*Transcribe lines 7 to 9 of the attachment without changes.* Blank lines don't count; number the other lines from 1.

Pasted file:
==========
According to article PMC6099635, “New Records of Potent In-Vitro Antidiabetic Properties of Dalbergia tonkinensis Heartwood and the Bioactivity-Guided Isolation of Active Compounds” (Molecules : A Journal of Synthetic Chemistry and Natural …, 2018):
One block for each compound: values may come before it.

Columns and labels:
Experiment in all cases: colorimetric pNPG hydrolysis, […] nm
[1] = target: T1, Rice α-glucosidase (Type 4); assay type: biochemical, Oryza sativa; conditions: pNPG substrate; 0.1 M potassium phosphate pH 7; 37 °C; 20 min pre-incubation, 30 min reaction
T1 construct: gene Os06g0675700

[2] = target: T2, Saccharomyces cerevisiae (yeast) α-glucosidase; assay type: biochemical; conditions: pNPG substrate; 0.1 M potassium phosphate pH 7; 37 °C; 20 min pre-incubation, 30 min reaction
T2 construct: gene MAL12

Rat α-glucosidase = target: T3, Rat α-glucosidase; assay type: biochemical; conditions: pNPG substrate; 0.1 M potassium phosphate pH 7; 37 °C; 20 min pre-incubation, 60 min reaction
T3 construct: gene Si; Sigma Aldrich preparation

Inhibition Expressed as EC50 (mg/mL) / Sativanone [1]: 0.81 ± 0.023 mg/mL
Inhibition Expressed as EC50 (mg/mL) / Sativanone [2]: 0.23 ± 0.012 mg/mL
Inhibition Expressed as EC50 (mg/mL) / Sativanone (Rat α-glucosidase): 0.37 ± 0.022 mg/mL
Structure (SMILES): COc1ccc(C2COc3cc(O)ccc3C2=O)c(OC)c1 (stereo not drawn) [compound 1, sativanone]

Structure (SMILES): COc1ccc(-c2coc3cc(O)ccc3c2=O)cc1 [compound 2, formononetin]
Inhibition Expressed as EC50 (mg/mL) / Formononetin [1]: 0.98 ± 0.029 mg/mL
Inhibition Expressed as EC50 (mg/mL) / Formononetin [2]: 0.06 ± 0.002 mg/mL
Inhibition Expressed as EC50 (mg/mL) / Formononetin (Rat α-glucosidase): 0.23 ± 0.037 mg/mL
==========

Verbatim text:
[2] = target: T2, Saccharomyces cerevisiae (yeast) α-glucosidase; assay type: biochemical; conditions: pNPG substrate; 0.1 M potassium phosphate pH 7; 37 °C; 20 min pre-incubation, 30 min reaction
T2 construct: gene MAL12

Rat α-glucosidase = target: T3, Rat α-glucosidase; assay type: biochemical; conditions: pNPG substrate; 0.1 M potassium phosphate pH 7; 37 °C; 20 min pre-incubation, 60 min reaction